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Discuss What You Watched, Read or Saw


^21st Century Skills ^Extra-curricular/At-Home All Ages Strategy


Expressive Language Verbal Reasoning Abstract Reasoning

Discuss What You Watched, Read or Saw

If you want to strengthen your child's critical thinking and problem solving skills

How To Apply It!

  1. Parents can help students improve their verbal skills without it feeling like work or teaching by discussing what you watched, read or saw. Here are a few examples of how to get started and families can think of many more.
  2. When reading a book together, parents can comment on the main idea, ask the child to guess what will happen next, and discuss the details and themes. Students will naturally begin to think more closely about what they have read or heard.
  3. While watching a TV show or movie together, take turns making predictions about what will happen and why. At the end of the show or movie, discuss what you liked and why. Have the child summarize the plot for someone who wasn't watching with you.
  4. If your child asks to play a game, have him provide a good rationale about why he likes the game, what he will learn or why you should let him play.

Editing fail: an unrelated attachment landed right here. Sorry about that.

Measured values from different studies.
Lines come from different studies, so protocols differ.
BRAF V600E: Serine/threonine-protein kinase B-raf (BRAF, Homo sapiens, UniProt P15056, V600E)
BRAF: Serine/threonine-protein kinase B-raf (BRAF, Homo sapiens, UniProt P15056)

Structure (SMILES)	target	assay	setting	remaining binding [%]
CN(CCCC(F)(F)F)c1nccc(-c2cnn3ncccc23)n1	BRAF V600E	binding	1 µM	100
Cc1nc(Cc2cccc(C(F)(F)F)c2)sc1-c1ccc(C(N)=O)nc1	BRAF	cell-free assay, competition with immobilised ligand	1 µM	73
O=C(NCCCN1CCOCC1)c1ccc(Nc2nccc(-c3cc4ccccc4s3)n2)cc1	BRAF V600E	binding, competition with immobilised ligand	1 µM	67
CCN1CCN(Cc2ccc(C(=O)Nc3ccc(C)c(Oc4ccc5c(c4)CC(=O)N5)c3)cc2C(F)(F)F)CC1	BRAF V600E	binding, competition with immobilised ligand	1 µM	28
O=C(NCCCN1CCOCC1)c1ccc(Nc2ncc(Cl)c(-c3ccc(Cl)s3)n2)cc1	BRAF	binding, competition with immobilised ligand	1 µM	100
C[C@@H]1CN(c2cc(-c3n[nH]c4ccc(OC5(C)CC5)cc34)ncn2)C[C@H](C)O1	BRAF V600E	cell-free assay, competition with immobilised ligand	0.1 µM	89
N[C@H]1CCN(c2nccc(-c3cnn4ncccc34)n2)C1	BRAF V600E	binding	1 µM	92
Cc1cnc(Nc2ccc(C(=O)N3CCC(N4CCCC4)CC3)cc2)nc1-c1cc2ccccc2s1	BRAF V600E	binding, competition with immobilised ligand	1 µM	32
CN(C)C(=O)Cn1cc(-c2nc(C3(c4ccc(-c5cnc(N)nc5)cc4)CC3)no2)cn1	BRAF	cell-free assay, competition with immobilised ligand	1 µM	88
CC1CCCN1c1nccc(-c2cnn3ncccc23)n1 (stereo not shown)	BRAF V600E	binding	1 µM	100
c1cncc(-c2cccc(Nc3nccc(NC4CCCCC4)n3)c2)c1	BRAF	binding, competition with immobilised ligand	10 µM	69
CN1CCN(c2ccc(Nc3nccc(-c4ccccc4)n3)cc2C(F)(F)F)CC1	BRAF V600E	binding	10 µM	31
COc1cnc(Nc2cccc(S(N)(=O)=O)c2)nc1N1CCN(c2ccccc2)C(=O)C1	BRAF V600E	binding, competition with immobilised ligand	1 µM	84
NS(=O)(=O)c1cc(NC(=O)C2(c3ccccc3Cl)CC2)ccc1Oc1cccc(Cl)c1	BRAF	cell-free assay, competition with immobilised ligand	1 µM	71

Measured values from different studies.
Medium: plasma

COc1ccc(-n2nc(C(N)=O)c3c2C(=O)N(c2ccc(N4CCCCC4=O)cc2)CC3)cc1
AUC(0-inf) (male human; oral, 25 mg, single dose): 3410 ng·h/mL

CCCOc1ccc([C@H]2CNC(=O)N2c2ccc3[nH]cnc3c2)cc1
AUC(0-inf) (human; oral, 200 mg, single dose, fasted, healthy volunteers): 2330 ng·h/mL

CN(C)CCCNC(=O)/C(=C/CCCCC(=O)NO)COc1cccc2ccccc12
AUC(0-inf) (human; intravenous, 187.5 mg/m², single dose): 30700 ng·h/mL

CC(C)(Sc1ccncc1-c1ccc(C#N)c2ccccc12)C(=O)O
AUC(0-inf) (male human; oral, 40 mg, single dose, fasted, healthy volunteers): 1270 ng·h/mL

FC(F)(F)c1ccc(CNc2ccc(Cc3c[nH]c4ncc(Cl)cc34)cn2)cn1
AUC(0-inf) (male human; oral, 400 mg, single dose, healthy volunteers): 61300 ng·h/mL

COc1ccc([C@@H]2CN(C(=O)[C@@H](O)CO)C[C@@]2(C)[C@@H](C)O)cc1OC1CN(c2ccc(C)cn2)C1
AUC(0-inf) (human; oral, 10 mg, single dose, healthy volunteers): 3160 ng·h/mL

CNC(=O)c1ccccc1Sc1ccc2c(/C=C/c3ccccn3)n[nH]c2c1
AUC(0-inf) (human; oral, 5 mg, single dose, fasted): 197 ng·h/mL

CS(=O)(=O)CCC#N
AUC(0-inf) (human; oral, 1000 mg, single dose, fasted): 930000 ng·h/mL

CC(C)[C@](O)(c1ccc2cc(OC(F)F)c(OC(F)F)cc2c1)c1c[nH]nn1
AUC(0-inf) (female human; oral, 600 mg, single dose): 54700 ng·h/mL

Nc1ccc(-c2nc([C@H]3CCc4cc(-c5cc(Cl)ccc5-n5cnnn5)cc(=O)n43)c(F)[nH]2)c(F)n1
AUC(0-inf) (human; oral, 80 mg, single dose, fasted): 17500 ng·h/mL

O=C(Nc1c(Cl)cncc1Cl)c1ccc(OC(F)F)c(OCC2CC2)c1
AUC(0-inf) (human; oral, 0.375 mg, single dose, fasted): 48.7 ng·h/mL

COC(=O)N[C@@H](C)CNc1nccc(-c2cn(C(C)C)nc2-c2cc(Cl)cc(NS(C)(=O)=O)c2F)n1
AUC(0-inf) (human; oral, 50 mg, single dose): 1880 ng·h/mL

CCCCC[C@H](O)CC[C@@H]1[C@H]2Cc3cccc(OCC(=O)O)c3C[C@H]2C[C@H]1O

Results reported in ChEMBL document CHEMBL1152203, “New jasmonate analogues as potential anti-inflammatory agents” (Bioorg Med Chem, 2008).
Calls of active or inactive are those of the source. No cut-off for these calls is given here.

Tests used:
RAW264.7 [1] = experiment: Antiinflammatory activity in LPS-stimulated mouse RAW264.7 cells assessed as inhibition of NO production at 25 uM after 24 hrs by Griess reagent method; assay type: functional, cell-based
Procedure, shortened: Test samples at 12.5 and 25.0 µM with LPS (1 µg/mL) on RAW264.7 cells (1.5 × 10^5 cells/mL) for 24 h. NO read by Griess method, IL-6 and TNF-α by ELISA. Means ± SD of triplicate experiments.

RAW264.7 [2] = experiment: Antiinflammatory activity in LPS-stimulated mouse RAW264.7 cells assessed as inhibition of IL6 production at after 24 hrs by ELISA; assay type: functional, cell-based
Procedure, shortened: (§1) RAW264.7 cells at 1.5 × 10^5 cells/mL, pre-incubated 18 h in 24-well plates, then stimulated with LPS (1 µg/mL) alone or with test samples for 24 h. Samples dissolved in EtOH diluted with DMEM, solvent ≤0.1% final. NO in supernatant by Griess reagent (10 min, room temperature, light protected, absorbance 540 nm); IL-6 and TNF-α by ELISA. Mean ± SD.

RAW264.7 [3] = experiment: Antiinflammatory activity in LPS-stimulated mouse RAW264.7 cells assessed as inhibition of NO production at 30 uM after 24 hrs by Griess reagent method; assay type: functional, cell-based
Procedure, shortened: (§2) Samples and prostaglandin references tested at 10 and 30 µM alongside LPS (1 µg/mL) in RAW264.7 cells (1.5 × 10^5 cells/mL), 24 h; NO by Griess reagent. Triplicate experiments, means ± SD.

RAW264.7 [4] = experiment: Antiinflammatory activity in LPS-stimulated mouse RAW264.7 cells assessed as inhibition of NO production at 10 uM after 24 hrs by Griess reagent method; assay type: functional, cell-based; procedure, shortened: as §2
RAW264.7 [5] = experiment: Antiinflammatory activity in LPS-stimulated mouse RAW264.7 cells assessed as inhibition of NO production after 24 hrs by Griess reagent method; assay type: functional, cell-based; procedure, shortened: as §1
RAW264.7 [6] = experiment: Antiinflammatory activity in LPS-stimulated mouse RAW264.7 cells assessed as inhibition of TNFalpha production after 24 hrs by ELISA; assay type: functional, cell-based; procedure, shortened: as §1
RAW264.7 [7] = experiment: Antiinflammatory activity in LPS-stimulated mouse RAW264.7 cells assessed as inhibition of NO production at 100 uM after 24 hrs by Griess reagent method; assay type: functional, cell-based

5. During family conversations, take turns sharing what each person did that day or have each person summarize his or her favorite part of the day.

Why It Works (the Science Of Learning)!

All these daily activities provide good opportunity for students to analyze and explain topics where they have a vested interest. They will develop and improve their reasoning skills without even realizing it. Avoid a lot of direct questioning, as this often limits what the child will share and promotes more one-word answers. Instead use open-ended starters that are in areas of interest, such as, "Tell me about something funny that happened at school today." Research shows that the more students feel accountable to accurate knowledge, rigorous reasoning, and a community that values discussion the more robust learning. (Michaels et al., 2008).